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NEW in Crime and Suspense:
P. D. James with a new Dalgliesh crime novel: The Lighthouse
John le Carré The Mission Song
Ruth Rendell: End in Tears
Ian Rankin: The Naming Of The Dead
Robert Goddard: Never Go Back
John Grisham: The Innocent Man

[13.09.06] Recoil - a new Andy McNab book - to be released on November 6th.

[02.01.06] Aggressor - a new Andy McNab book - was released on November 1st.

[09.02.05] Blackout is a new book by Chris Ryan, schedueled to be released on September 1st.

[05.02.05] Boy soldier 1 - a new Andy McNab book - is schedueled to be released on May 5th. This is the first in a new series of books.

Andy McNab

Andy McNab (pseudonym) is an interesting new author of action thrillers, books based on his own experiences as a soldier in the famous SAS Regiment.

McNab fought in the Gulf War, and was caught by the Iraqis and underwent hard interrogation.

He later left the SAS, and has written a number of novels about Nick Stone, ex-SAS and now a deniable operator for the SIS (Secret Intelligence Service).

While not wholly believable, his books shows us the workings of an undercover operator, down to the gritty details of how you shit and pee when you can't leave your post, nor any tracks of your having been there.

He has written two autobiographical books:

The Nick Stone thrillers are:

  • Remote Control
  • Crisis Four
  • Firewall
  • Last Light
  • Liberation Day: Nick Stone is tricked or coerced into an operation against Al-Qaeda money laundering networks in Europe. With his team, he stakes out places where money are to be delivered, in order to find the money launderers. While McNab is good at describing action, his surveillance scenes are filled to the brim and beyond with detail, making them too long-winded. His characters are quite shallow, but his action is good making this, all in all a readworthy thriller.
  • Dark Winter: Nick and a female operator has to find Bin Laden-associated terrorists and stop them from committing large-scale biological warfare operations in central London, against an unsuspecing civilian population. There is a lot of fast-paced action here, and less of the painstaikingly (boringly) described surveillance scenes. A side story is Nick's constant problems with taking care of Kelly, having to bully her grandparents in order to be able to serve both Kelly and his own unscrupolous master. While the action is up to class, I am a bit disappointed that McNab does little to exploit the dangers of the biological agent in order to build up the tension in this novel. The havoc that would have become the result of such a terrorist attack is underplayed, instead of being an overshadowing consideration. And I am also a bit surprised that McNab lets Nick botch up things to the extent he does here, with such devastating consequences. The ending is very sad, but not gripping - McNab has never built up any character but Nick, so I can't say I feel I've gotten to know anyone but him - hence no sadness for others. All in all: better than Liberation day but not an outstanding thriller.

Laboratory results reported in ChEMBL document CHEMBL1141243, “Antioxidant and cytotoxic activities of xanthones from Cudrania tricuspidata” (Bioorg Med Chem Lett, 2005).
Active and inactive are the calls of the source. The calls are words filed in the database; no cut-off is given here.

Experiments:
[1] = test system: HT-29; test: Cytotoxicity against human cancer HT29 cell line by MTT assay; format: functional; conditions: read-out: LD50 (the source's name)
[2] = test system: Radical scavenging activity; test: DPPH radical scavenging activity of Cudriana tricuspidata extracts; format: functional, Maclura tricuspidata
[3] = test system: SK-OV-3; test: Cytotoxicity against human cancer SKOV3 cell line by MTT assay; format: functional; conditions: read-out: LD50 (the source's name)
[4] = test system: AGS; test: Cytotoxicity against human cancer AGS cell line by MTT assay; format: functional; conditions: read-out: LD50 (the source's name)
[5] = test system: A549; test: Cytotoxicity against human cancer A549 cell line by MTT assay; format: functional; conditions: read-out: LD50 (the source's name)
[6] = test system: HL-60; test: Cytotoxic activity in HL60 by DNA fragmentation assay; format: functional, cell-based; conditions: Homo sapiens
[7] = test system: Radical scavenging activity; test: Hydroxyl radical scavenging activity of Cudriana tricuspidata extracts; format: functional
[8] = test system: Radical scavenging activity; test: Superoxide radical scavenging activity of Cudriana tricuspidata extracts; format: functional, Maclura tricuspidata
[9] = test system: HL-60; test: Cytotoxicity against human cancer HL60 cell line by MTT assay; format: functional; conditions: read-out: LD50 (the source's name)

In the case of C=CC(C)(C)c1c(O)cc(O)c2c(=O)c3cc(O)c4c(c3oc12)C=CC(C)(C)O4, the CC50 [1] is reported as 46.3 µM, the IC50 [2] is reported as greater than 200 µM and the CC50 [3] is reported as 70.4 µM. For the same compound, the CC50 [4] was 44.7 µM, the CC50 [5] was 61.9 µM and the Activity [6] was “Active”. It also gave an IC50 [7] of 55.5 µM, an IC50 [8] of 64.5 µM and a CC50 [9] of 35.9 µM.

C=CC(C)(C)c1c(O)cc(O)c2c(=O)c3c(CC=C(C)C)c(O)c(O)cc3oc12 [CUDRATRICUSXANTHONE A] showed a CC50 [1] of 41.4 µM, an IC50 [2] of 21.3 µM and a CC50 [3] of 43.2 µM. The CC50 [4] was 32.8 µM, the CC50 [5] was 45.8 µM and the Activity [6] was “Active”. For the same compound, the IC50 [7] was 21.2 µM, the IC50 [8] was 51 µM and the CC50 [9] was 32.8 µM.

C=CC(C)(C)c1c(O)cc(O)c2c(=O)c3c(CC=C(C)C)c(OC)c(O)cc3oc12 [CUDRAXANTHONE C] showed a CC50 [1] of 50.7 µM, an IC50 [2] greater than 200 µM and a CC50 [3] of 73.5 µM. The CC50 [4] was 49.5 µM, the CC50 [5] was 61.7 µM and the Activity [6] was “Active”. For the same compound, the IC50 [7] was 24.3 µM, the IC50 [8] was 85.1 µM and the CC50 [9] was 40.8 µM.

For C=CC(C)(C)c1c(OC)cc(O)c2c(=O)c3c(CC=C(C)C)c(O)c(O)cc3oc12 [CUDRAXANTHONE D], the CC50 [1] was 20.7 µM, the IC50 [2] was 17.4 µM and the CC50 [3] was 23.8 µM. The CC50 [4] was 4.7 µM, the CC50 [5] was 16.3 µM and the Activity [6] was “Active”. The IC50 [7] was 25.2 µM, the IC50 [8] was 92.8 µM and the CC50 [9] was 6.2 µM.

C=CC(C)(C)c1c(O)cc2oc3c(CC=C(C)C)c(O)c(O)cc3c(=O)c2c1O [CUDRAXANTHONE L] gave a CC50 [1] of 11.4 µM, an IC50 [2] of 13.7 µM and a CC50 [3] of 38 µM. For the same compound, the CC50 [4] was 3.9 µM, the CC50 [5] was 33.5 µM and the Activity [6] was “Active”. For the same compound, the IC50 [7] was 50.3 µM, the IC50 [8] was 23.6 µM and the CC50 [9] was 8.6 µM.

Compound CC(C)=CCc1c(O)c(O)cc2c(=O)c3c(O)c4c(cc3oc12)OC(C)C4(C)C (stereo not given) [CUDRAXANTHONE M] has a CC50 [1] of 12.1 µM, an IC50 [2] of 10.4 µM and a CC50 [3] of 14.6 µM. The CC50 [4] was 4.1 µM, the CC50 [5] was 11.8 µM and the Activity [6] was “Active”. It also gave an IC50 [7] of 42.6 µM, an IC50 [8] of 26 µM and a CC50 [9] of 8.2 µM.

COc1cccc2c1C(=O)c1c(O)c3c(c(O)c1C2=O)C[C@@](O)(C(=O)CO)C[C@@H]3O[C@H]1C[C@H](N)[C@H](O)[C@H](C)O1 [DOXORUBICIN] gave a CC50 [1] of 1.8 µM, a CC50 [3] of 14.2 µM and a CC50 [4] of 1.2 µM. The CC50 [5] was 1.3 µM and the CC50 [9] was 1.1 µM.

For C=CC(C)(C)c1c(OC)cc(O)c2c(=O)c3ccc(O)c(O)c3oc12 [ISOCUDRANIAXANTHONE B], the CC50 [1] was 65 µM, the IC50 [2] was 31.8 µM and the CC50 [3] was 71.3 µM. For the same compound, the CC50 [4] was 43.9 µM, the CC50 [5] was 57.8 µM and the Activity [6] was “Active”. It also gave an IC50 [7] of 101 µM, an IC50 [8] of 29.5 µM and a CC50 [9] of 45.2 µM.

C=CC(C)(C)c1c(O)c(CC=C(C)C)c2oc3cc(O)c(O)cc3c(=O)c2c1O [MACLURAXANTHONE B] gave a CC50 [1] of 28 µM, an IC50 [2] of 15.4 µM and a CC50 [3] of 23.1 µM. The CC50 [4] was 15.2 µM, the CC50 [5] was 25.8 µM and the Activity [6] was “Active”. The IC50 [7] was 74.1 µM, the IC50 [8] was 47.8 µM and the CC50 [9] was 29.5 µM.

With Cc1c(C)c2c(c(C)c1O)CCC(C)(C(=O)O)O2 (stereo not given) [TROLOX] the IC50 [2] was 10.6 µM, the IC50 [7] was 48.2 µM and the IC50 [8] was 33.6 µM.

• Deep Black The story starts with a preamble: Unable to act, Nick in 1994 has to witness cold-blooded killings of Bosnian moslems by Serbs.
    When Jerry, a photographer, in 2004 contacts Nick in order to get help with tracking down a moslem leader they both saw in Bosnia, Nick agrees to come with him. They go to an occupied Baghdad, but end up being thrown out by the Americans. The then continue to Bosnia, where they eventually come into contact with the man they are searching for. In the end, it turns out Nick has been double-crossed, and much is quite different from what it has seemed.
    While there is a lot of well-written action here, and the 1994 episode is both gripping and well-told, I had problems following or finding an over-all line in the story. There is, of course, a plot here, but I find it unconvincing so I am a bit disappointed over this book.
  • Aggressor

The Boy Soldier books are:

Bravo Two Zero also was adapted for TV

Further reading or seeing about the SAS regiment:

Another of the soldiers of Bravo Two Zero has written his account of what happened, and a number of thrillers, under the name of Chris Ryan. His book about Bravo Two Zero is called The One That Got Away

The Real Bravo Two Zero by Michael Asher (also ex-SAS) represents yet another account of the events. Asher retraced the route and events of Bravo Two Zero ten years later, and tells a slightly different story from McNab and Ryan.

[30.04.03]A must for the reader of modern crime novels, The Mammoth Encyclopedia of Modern Crime Fiction gives a encyclopedic view of post-war crime fiction. For non-English readers it is a drawback that very little non-English material is included, but it is a great fountain of facts about English language authors. Its scope is strictly crime, leaving thrillers out - it still fills 780 pages, so you'll have more than enough to read.
More Mammoth Encyclopedias or Mammoth Books of a surprisingly wide range of subjects - Erotic photography, Shaggy Dog stories, Murder and Science and so on....

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